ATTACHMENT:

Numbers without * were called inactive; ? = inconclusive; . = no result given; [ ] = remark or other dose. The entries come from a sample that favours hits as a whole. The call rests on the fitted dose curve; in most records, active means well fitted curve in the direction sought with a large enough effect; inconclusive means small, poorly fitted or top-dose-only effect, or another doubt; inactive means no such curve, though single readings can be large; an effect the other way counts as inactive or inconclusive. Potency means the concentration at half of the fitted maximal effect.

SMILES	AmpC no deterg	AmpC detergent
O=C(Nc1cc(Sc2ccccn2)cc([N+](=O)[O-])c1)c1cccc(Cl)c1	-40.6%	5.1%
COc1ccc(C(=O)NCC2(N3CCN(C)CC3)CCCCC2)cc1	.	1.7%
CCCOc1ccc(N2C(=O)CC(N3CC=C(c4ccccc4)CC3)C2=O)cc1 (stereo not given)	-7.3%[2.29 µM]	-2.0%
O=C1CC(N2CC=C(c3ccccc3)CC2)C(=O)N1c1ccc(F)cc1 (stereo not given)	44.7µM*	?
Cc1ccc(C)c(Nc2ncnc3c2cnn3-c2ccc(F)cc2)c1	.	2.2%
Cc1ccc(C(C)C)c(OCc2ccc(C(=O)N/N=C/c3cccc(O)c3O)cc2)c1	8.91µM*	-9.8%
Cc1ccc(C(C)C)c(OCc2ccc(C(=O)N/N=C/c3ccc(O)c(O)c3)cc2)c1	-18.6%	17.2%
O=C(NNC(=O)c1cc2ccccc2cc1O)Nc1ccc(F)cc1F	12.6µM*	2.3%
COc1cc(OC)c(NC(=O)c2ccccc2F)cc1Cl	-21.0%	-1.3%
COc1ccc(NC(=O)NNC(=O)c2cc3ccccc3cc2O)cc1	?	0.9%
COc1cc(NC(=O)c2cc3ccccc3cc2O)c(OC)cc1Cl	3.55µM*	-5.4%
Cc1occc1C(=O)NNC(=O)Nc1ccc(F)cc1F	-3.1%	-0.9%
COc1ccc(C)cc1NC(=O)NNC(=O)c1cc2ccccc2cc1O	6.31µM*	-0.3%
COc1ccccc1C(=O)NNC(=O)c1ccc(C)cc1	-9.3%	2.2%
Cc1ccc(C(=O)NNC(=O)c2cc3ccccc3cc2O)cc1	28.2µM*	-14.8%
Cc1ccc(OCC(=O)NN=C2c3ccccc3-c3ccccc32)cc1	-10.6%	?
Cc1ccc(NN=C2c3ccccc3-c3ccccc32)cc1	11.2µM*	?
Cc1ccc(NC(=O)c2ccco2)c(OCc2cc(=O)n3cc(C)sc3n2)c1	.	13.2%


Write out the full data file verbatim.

Numbers without * were called inactive; ? = inconclusive; . = no result given; [ ] = remark or other dose. The entries come from a sample that favours hits as a whole. The call rests on the fitted dose curve; in most records, active means well fitted curve in the direction sought with a large enough effect; inconclusive means small, poorly fitted or top-dose-only effect, or another doubt; inactive means no such curve, though single readings can be large; an effect the other way counts as inactive or inconclusive. Potency means the concentration at half of the fitted maximal effect.

SMILES	AmpC no deterg	AmpC detergent
O=C(Nc1cc(Sc2ccccn2)cc([N+](=O)[O-])c1)c1cccc(Cl)c1	-40.6%	5.1%
COc1ccc(C(=O)NCC2(N3CCN(C)CC3)CCCCC2)cc1	.	1.7%
CCCOc1ccc(N2C(=O)CC(N3CC=C(c4ccccc4)CC3)C2=O)cc1 (stereo not given)	-7.3%[2.29 µM]	-2.0%
O=C1CC(N2CC=C(c3ccccc3)CC2)C(=O)N1c1ccc(F)cc1 (stereo not given)	44.7µM*	?
Cc1ccc(C)c(Nc2ncnc3c2cnn3-c2ccc(F)cc2)c1	.	2.2%
Cc1ccc(C(C)C)c(OCc2ccc(C(=O)N/N=C/c3cccc(O)c3O)cc2)c1	8.91µM*	-9.8%
Cc1ccc(C(C)C)c(OCc2ccc(C(=O)N/N=C/c3ccc(O)c(O)c3)cc2)c1	-18.6%	17.2%
O=C(NNC(=O)c1cc2ccccc2cc1O)Nc1ccc(F)cc1F	12.6µM*	2.3%
COc1cc(OC)c(NC(=O)c2ccccc2F)cc1Cl	-21.0%	-1.3%
COc1ccc(NC(=O)NNC(=O)c2cc3ccccc3cc2O)cc1	?	0.9%
COc1cc(NC(=O)c2cc3ccccc3cc2O)c(OC)cc1Cl	3.55µM*	-5.4%
Cc1occc1C(=O)NNC(=O)Nc1ccc(F)cc1F	-3.1%	-0.9%
COc1ccc(C)cc1NC(=O)NNC(=O)c1cc2ccccc2cc1O	6.31µM*	-0.3%
COc1ccccc1C(=O)NNC(=O)c1ccc(C)cc1	-9.3%	2.2%
Cc1ccc(C(=O)NNC(=O)c2cc3ccccc3cc2O)cc1	28.2µM*	-14.8%
Cc1ccc(OCC(=O)NN=C2c3ccccc3-c3ccccc32)cc1	-10.6%	?
Cc1ccc(NN=C2c3ccccc3-c3ccccc32)cc1	11.2µM*	?
Cc1ccc(NC(=O)c2ccco2)c(OCc2cc(=O)n3cc(C)sc3n2)c1	.	13.2%